Global Health

Counterfeit Drug Cases on the Rise

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Officials attending the World Health Assembly in Geneva are told that 2007 showed a sharp increase in incidents of counterfeit medications. Greater access to sophisticated technology is helping drive the rise in sales of fake drugs.


This week, health officials from 193 countries are meeting in Geneva. One problem they face is what to do about counterfeit drugs. A World Health Organization report found more of them in the marketplace last year.

NPR's Brenda Wilson has this story on what that could mean for the global fight against disease.

BRENDA WILSON: Globally, the amount of counterfeit medicines has increased by 20%. In 2007, there were more than 1500 incidents in which bad medicines were detected. These may have been copies of medicines that didn't contain enough of the active ingredient, or mislabeled medications. The incidents ranged from finding a single bad pill to a batch of pills in a shipping container.

Dr. Valerio Reggi, the head of WHO's anti-counterfeiting task force, says no counterfeiter would manufacture one pill or even a container of pills.

Dr. VALERIO REGGI (World Health Organization): Whatever the quantity that you find, for every drug that you find, it means at least one batch. And one batch usually is between 30 and 60,000 tablets, for example.

WILSON: Why has it increased? The Internet, the growth in international commerce, and easy access to sophisticated technology. There are inspections, but looking for fakes is like looking for - well, yes, a needle in a haystack.

Mr. REGGI: Finding cases is perfectly casual; it can reflect a bigger number of cases and your better capacity to detect them. Or do you have one incident that gives you intelligence to find more.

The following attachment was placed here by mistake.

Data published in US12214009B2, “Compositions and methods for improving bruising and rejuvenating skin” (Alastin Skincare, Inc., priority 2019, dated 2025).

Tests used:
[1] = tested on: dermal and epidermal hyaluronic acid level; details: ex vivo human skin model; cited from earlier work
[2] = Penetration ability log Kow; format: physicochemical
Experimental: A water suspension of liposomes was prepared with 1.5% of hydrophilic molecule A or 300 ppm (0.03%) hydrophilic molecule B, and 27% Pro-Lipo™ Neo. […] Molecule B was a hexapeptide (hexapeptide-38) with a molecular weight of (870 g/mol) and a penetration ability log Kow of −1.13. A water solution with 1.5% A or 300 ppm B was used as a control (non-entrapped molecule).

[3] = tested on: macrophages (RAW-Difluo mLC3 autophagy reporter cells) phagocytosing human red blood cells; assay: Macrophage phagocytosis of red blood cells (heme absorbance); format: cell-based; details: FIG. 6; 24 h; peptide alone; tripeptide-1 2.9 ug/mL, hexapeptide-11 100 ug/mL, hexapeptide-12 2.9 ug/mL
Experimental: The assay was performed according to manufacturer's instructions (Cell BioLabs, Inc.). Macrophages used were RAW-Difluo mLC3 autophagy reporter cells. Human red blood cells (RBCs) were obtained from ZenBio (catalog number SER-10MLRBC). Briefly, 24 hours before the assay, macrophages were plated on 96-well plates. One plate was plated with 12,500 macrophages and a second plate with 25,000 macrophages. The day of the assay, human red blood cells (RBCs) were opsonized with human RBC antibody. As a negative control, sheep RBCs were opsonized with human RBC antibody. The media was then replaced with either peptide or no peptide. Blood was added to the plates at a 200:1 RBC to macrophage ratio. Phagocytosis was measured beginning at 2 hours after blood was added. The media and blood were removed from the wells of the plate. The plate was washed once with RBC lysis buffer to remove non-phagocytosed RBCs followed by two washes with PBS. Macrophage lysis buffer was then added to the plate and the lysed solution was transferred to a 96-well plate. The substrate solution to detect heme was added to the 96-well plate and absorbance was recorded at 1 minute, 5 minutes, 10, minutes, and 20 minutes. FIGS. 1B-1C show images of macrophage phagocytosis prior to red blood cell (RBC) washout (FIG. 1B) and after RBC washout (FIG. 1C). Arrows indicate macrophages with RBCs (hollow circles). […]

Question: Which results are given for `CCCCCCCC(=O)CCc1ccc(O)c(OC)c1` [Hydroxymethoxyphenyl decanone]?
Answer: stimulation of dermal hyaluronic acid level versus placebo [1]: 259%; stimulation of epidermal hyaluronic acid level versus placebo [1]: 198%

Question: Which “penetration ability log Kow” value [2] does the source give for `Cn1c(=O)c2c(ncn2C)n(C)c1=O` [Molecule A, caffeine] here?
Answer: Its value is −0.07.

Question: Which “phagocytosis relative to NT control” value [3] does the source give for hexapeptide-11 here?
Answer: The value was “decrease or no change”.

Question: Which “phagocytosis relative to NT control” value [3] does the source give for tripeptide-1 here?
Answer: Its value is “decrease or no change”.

WILSON: Counterfeits are often found when the medicines don't work as expected; and the worst case, patients die. Too little of or the lack of one ingredient and a counterfeited medication can lead to a hundreds of deaths. That was a concern of the nonprofit group Africa Fighting Malaria. They wanted to know just how good were anti-malaria drugs in six of Africa's large cities. So they sent a team in to buy some and tested the active ingredients. Amir Attaran of the University of Ottawa says they found problems with the sole remaining effective therapy against malaria - Artemesinin.

Mr. AMIR ATTARAN (University of Ottawa): We find that over a third of the medicines tested didn't make the grade. Probably a large number are counterfeit. We can't say that with certainty, but we know at least that they're substandard, which means they won't treat these patients. They won't treat these children and save them from a fatal disease.

WILSON: It's possible they were just not stored properly. Some were being sold years past the expiration date. Africa Fighting Malaria says policies to make medicine more widely available need to be more vigorously monitored by international health organizations. WHO's Reggi says it's not easy for developing countries to keep counterfeit medications off the market.

Mr. REGGI: It's a matter of having the resources and the capacity and the physical courage to go around a country and identify those unauthorized outlets and do something about that. Very often you need to go with an army of policeman because otherwise your inspectors risk their lives.

WILSON: The best defense, he says, are stronger regulations on importing, licensing, and selling pharmaceuticals in developing countries. And he calls for campaigns to increase public awareness of the dangers of buying medical products from an unknown source, whether online or at the local market stall.

Brenda Wilson, NPR News.

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